The Blues Were Passed To Me Through The Blood Born St. Louis, Mo, Marquise hails from a musical family deeply rooted in the Blues. He learned how to play guitar from his grandmother Lillie. He also played with his uncle Clifford, who was a major influence in Marquise’s life. For Marquise, Blues is his heritage and way of life. He spent his early teenage years in St. Louis mentoring under the late great Blues legend, N.E.A. (National Endowment of the Arts) Heritage Fellowship recipient and Grammy Award winner Henry James Townsend. Marquise’s talents have earned him performing rights with some of America’s most notable blues performers such as blues legends B.B. King, Pinetop Perkins and David “Honeyboy” Edwards (the latter two also N.E.A. Heritage Fellows). He has also performed at dozens of festivals, and has toured all throughout Europe. During a visit to Clarksdale, Mississippi, Marquise was introduced to Sam Lay. Like other statesmen of the Blues, Sam took an immediate liking to Marquise and took it upon himself to help give Marquise’s career a boost by insisting that Chad Kassem bring Marquise to the celebrated Blues series “Bluesmasters at the Crossroads,” which has showcased a virtual who’s-who of the Blues at Blue Heaven Studios in Salina, Kansas. Marquise was an immediate crowd favorite, and was adopted by all of the elders of the Blues in attendance that year. His obvious talent along with his deep knowledge of the Blues and vast respect for his elders made it clear Marquise had something special, and Kassem signed him to a three album deal. Knox’s debut album MANCHILD was nominated for a Blues Music Award for Best New Artist Debut. The album was recorded when he was 16 with world reknowned guitarist Michael Burks and his band. The release received worldwide acclaim, including Living Blues’ Best Debut Artist Award and a Blues Music Award nomination for Best Debut Artist. Marquise then recorded a direct-to-disc album while in town for the next year’s Crossroads. Marquise released his second album, Here I Am, once again recorded at the legendary Blue Heaven Studios in Salina, Kansas. It features Marquise and his band, with a little help from Wayne Sharp of Michael Burk’s band sitting in on B-3 and piano. Nine originals, and three reverent covers of Marquise’s favorite Muddy Waters tunes.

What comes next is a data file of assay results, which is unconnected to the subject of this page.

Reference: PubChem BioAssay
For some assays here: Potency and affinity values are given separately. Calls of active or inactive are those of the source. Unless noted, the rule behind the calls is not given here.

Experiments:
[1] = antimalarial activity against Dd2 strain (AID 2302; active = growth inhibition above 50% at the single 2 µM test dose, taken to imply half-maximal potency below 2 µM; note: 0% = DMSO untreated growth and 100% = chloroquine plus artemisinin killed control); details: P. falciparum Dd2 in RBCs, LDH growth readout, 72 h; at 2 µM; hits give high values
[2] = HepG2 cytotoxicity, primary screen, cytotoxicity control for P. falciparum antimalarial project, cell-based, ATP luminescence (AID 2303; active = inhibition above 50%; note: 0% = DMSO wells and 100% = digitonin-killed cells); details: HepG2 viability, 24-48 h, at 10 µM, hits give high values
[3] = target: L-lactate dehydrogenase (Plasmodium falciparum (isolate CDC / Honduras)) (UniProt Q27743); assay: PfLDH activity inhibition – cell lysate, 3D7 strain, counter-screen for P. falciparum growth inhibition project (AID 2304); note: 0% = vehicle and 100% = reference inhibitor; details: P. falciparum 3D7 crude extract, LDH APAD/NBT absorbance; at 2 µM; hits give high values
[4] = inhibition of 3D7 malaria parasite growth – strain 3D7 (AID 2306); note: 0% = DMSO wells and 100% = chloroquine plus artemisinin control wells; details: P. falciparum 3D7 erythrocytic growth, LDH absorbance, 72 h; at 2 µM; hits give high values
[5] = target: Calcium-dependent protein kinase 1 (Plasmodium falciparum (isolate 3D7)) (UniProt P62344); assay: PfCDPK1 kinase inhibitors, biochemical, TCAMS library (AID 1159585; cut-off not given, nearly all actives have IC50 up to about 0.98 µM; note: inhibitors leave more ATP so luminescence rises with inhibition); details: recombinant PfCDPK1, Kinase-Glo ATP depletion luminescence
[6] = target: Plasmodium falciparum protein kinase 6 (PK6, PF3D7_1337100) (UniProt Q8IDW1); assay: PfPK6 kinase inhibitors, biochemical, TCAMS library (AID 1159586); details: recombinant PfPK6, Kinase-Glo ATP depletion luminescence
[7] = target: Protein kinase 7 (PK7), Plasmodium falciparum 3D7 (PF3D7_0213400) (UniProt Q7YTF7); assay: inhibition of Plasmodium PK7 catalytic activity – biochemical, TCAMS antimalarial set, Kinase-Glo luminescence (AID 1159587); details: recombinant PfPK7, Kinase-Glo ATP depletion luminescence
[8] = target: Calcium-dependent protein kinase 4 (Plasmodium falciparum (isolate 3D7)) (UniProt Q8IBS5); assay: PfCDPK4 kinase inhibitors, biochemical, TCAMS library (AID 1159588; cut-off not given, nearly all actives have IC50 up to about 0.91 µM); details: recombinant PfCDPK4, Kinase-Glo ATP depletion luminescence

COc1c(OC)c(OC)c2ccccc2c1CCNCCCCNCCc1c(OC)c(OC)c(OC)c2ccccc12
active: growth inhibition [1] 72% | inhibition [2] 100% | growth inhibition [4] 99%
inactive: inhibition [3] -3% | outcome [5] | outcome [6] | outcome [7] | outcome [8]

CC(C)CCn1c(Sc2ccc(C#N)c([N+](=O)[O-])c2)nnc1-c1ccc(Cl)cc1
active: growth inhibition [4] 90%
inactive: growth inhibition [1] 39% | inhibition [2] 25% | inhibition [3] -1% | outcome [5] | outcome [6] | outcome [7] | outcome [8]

“There’s a young lady [Vanessa Collier] came onstage with me, I forget where I was, but she’s playing an alto saxophone, and man, she was amazing.” Those are the words of Buddy Guy in a recent issue of American Blues Scene, describing an impromptu performance with Vanessa Collier on the Legendary Rhythm & Blues Cruise. If you haven’t been fortunate enough to meet Vanessa and witness one of her head-turning, fiery, and passionate performances, you should definitely make sure you do. As a master musician and multi-instrumentalist, Vanessa Collier, weaves funk, soul, rock, and blues into every powerful performance and she is downright impressive. With soulful vocals, searing saxophone, and witty songwriting, Vanessa is blazing a trail, racking up an impressive arsenal of honours, and has already singled herself out as an artist of distinction and one we would all do well to watch. It’s not simply the accolades she has accumulated so far, although they’ve been many -- three Blues Music Award Nominations (BMAs), a Blues Blast Award nomination, the Jammingest Pro Award bestowed by the Legendary Rhythm & Blues Cruise, First Place for lyrics in the International Songwriting Competition, Best of 2014 Blues Breaker on Dan Aykroyd’s BluesMobile -- it’s the fact that she has accumulated all these honours even while her career is still in its infancy. A 2013 graduate of the prestigious Berklee College of Music, she’s toured nationally and internationally, released two critically acclaimed albums (2014’s Heart, Soul & Saxophone and 2017’s Meeting My Shadow), and released her highly anticipated third album, Honey Up, in July 2018. Honey Up spent 9 weeks atop the Billboard Blues Album Charts Top 15, 3 months on the Living Blues Charts at #10 and #23, and continues to be spun on Sirius XM’s B.B. King’s Bluesville radio station! It’s not surprising that the press has been quick to commend her efforts as well. Blues Blast Magazine affirms, “Vanessa Collier is a fresh face on the American blues scene, and in addition to her soulful vocals, she brings a mighty sax to the table...” Blues Music Magazine proclaims, “Collier is a fresh face who comes to the blues stage carrying her reed instruments, a dual degree from Berklee College of Music in Boston, a major label debut, almost two years of touring with Joe Louis Walker, and a mature musical vision…Collier commands center stage with her vocals, soloing, and stage presence.” Midwest Record exclaims, “This bluesy singing sax player knows how to bring the slinking funk to her captivating, award winning sound that has echoes in young Bonnie Raitt/Maria Muldaur vocal sounds…Killer stuff on every level, this sounds like one of the reasons you first became a music fan. Killer stuff.” and AXS.Com declares that she “might as well go ahead and add another shelf to her trophy case because clearly, she’s going to need it. With a voice that often recalls that of blues-rock stalwart Bonnie Raitt, Collier turns up the heat...” Having first picked up the saxophone at the age of nine, Collier embarked on her road to recognition at Berklee, earning dual degrees in Performance and Music Production & Engineering. While still completing her degree, Collier landed a position touring with Joe Louis Walker for a year and a half before Joe encouraged her to strike out on her own. And strike out she did. These days, Collier spends much of her time on the road, performing at some of the most prestigious music festivals in the world. Her talents have taken her to the Blues Music Awards Show where, in the words of the Blues Foundation, Vanessa “blew the doors off the Blues Music Awards!”; Ottawa Blues Festival, where she earned two front page newspaper photos and rave reviews after her foot stomping debut there; twice on the Legendary Rhythm and Blues Cruise, where she earned the Jammingest Pro Award and was a featured artist with Tommy Castro’s Blues Review; Briggs Farm Festival, where she was the “most popular Briggs Farm act in 2017” (Elmore Magazine), and the list continues. In 2017, Vanessa was also a featured artist in three major tours across Europe as part of Ruf’s 2017 Blues Caravan. In early 2018, Vanessa was nominated for TWO 2018 Blues Music Awards, the first one for Contemporary Blues Female Artist of the Year, which puts her in elite company with artists such as Beth Hart, Samantha Fish, and Shemekia Copeland, and a second nomination for Instrumental – Horn Player of the Year, in company with veteran artists like Trombone Shorty, Al Basile, and Jimmy Carpenter. As for Collier, she says she’s happy performing on stages across the world, hoping that she can make a difference with fans and followers along the way. “I am driven to do this because I find it a total form of expression and connection,” she explains. “I love connecting with an audience and feeling their energy and I hope to inspire people to follow their dreams and passions, to find what brings them joy, and then to pursue it doggedly.” Vanessa also takes that message to young people as she runs clinics across the country and is active with Blues in the Schools programs. At a recent Blues in the School program, Vanessa invited a stage full of elementary and middle school aged kids up to dance around her while she performed a blues shuffle. Watching the joy on the faces of Vanessa, the kids, and everyone in the auditorium, it is no wonder why Vanessa has become awe-inspiring to all who meet her. On top of talent and hard work, Vanessa shares an incredible heart and a strong purpose. To borrow from the words of an article in Blues Blast Magazine, “Vanessa is an important part of the future of the blues, and it would be cool to support her journey. “A young singer with a fierce, compelling voice, she also played a mean saxophone and had the charisma to get the crowd in the palm of her hand for a full hour. ” — Lynn Saxburg, Ottawa Sun (reviewing Vanessa's performance at the 2017 Ottawa Bluesfest) “This bluesy singing sax player knows how to bring the slinking funk to her captivating, award winning sound that has echoes in young Bonnie Raitt/Maria Muldaur vocal sounds. Impressing everyone right out of the gate, she takes it to the next level of the game this time around with a set that’ll make you feel like the guy in those old Memorex ads. Killer stuff on every level, this sounds like one of the reasons you first became a music fan. Killer stuff.” — Midwest Record “At 26 years old, Collier is a fresh face who comes to the blues stage carrying her reed instruments, a dual degree from Berklee College of Music in Boston, a major label debut on Ruf Records, almost two years of touring with Joe Louis Walker, and a mature musical vision. With her tiny alto sax, Collier, like Walker, commands center stage with her vocals, soloing, and stage presence. At the 2016 International Blues Challenge…(her) performances were among some of the most invigorating shows on Beale.” — Art Tipaldi, Blues Music Magazine “Collier is a one-time member of Joe Louis Walker’s band and she’s racked up a tremendous amount of accolades…The singer and sax player might as well go ahead and add another shelf to her trophy case because clearly, she’s going to need it. With a voice that often recalls that of blues-rock stalwart Bonnie Raitt, Collier turns up the heat... ” — Kevin Wierzbicki, AXS.com “With such a dearth of credible female blues artists on today’s music scene, it is refreshing to hear the latest release from Vanessa Collier, the follow-up to her 2014 release, Heart Soul & Saxophone. The award-winning, soulful songstress offers the whole package on her sophomore album – top-notch songwriting and sultry, R&B-soaked vocals that are complemented by her sizzling saxophone. The rich, smoky nuances of her voice will win over any music lover, and her multi-instrumental background only adds to her appeal. ” — Michelle Wilson, Ink19.com “Vanessa Collier is a fresh face on the American blues scene, and in addition to her soulful vocals she brings a mighty sax to the table. I am not the only one that thinks so, as Vanessa was nominated for the best horn instrumentalist at the 2017 BMAs…Vanessa is an important part of the future of blues, and it would cool to support her journey. ” — Rex Bartholomew, Blues Blast Magazine